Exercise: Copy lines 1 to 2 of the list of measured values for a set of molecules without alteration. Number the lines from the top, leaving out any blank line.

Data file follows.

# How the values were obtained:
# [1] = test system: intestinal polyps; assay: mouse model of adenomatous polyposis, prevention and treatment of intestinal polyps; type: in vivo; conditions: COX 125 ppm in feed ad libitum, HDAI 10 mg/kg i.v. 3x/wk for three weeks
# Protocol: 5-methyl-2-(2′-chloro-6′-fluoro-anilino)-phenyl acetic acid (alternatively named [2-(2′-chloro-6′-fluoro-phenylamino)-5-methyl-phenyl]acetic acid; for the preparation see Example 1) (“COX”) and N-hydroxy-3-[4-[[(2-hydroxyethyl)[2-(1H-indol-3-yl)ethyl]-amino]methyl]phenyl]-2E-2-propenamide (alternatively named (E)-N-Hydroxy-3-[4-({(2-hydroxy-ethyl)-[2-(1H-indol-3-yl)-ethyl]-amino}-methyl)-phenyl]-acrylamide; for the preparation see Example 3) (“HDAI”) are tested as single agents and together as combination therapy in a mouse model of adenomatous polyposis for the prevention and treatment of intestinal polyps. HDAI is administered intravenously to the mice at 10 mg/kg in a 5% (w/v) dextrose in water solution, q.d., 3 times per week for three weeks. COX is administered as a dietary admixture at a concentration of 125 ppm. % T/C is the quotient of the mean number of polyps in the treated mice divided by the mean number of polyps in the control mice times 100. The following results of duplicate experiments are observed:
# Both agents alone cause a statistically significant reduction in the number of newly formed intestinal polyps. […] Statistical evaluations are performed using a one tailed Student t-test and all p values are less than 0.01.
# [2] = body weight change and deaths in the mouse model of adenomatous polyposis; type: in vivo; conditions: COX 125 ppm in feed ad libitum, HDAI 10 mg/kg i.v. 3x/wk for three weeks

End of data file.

# How the values were obtained:
# [1] = test system: intestinal polyps; assay: mouse model of adenomatous polyposis, prevention and treatment of intestinal polyps; type: in vivo; conditions: COX 125 ppm in feed ad libitum, HDAI 10 mg/kg i.v. 3x/wk for three weeks